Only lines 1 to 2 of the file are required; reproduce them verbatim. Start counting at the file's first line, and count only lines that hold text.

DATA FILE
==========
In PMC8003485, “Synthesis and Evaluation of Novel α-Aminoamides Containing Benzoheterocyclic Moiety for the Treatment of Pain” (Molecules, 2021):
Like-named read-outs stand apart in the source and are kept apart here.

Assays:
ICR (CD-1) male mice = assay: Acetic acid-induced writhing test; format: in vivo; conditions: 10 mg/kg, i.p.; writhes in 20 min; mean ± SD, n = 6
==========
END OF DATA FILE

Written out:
In PMC8003485, “Synthesis and Evaluation of Novel α-Aminoamides Containing Benzoheterocyclic Moiety for the Treatment of Pain” (Molecules, 2021):
Like-named read-outs stand apart in the source and are kept apart here.